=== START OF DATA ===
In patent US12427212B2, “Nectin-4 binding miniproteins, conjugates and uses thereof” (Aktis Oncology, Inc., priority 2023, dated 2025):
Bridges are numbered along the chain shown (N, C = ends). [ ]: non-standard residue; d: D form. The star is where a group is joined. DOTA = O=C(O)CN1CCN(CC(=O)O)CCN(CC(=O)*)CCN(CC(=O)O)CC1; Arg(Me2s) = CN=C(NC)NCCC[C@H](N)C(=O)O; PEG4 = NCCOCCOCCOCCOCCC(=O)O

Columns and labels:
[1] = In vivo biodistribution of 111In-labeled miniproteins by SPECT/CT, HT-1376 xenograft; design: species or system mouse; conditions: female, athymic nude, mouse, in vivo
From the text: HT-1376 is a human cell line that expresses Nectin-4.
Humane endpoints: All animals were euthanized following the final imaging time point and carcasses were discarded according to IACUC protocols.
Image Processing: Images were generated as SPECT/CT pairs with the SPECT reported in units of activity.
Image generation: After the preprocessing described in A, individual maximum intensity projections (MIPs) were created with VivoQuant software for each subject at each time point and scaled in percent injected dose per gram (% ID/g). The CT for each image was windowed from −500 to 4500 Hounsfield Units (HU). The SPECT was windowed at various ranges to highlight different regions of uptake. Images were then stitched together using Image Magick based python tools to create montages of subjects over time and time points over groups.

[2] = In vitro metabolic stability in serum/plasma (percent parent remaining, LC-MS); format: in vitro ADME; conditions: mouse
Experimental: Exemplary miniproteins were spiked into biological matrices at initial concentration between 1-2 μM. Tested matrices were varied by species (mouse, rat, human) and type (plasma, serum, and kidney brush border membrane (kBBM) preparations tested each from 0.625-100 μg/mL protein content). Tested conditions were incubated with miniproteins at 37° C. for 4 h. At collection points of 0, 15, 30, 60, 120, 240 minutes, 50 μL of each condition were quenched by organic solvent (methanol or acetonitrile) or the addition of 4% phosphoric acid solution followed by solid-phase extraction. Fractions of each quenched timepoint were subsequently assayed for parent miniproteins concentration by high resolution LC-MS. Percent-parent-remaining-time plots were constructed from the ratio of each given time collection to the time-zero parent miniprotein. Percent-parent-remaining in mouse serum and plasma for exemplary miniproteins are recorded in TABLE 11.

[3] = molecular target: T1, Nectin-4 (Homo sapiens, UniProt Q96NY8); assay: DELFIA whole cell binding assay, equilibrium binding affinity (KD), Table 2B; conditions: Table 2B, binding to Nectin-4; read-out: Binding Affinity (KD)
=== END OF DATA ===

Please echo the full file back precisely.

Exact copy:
In patent US12427212B2, “Nectin-4 binding miniproteins, conjugates and uses thereof” (Aktis Oncology, Inc., priority 2023, dated 2025):
Bridges are numbered along the chain shown (N, C = ends). [ ]: non-standard residue; d: D form. The star is where a group is joined. DOTA = O=C(O)CN1CCN(CC(=O)O)CCN(CC(=O)*)CCN(CC(=O)O)CC1; Arg(Me2s) = CN=C(NC)NCCC[C@H](N)C(=O)O; PEG4 = NCCOCCOCCOCCOCCC(=O)O

Columns and labels:
[1] = In vivo biodistribution of 111In-labeled miniproteins by SPECT/CT, HT-1376 xenograft; design: species or system mouse; conditions: female, athymic nude, mouse, in vivo
From the text: HT-1376 is a human cell line that expresses Nectin-4.
Humane endpoints: All animals were euthanized following the final imaging time point and carcasses were discarded according to IACUC protocols.
Image Processing: Images were generated as SPECT/CT pairs with the SPECT reported in units of activity.
Image generation: After the preprocessing described in A, individual maximum intensity projections (MIPs) were created with VivoQuant software for each subject at each time point and scaled in percent injected dose per gram (% ID/g). The CT for each image was windowed from −500 to 4500 Hounsfield Units (HU). The SPECT was windowed at various ranges to highlight different regions of uptake. Images were then stitched together using Image Magick based python tools to create montages of subjects over time and time points over groups.

[2] = In vitro metabolic stability in serum/plasma (percent parent remaining, LC-MS); format: in vitro ADME; conditions: mouse
Experimental: Exemplary miniproteins were spiked into biological matrices at initial concentration between 1-2 μM. Tested matrices were varied by species (mouse, rat, human) and type (plasma, serum, and kidney brush border membrane (kBBM) preparations tested each from 0.625-100 μg/mL protein content). Tested conditions were incubated with miniproteins at 37° C. for 4 h. At collection points of 0, 15, 30, 60, 120, 240 minutes, 50 μL of each condition were quenched by organic solvent (methanol or acetonitrile) or the addition of 4% phosphoric acid solution followed by solid-phase extraction. Fractions of each quenched timepoint were subsequently assayed for parent miniproteins concentration by high resolution LC-MS. Percent-parent-remaining-time plots were constructed from the ratio of each given time collection to the time-zero parent miniprotein. Percent-parent-remaining in mouse serum and plasma for exemplary miniproteins are recorded in TABLE 11.

[3] = molecular target: T1, Nectin-4 (Homo sapiens, UniProt Q96NY8); assay: DELFIA whole cell binding assay, equilibrium binding affinity (KD), Table 2B; conditions: Table 2B, binding to Nectin-4; read-out: Binding Affinity (KD)